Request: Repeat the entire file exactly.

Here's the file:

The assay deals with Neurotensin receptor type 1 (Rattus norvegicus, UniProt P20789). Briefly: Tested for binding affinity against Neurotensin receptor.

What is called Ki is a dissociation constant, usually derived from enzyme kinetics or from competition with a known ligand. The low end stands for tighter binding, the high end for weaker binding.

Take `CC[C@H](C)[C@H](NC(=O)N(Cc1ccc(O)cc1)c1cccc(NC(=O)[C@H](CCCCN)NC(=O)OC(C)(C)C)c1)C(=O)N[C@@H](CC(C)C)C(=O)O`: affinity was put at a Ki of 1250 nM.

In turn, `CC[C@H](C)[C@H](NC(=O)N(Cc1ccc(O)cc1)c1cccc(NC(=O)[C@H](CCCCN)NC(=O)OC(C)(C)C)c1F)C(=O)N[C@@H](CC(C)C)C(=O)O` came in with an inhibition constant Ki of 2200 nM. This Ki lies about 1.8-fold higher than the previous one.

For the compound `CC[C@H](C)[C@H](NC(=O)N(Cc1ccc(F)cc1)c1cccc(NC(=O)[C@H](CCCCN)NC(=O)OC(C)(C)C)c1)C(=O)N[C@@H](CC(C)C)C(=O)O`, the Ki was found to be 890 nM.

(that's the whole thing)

The assay deals with Neurotensin receptor type 1 (Rattus norvegicus, UniProt P20789). Briefly: Tested for binding affinity against Neurotensin receptor.

What is called Ki is a dissociation constant, usually derived from enzyme kinetics or from competition with a known ligand. The low end stands for tighter binding, the high end for weaker binding.

Take `CC[C@H](C)[C@H](NC(=O)N(Cc1ccc(O)cc1)c1cccc(NC(=O)[C@H](CCCCN)NC(=O)OC(C)(C)C)c1)C(=O)N[C@@H](CC(C)C)C(=O)O`: affinity was put at a Ki of 1250 nM.

In turn, `CC[C@H](C)[C@H](NC(=O)N(Cc1ccc(O)cc1)c1cccc(NC(=O)[C@H](CCCCN)NC(=O)OC(C)(C)C)c1F)C(=O)N[C@@H](CC(C)C)C(=O)O` came in with an inhibition constant Ki of 2200 nM. This Ki lies about 1.8-fold higher than the previous one.

For the compound `CC[C@H](C)[C@H](NC(=O)N(Cc1ccc(F)cc1)c1cccc(NC(=O)[C@H](CCCCN)NC(=O)OC(C)(C)C)c1)C(=O)N[C@@H](CC(C)C)C(=O)O`, the Ki was found to be 890 nM.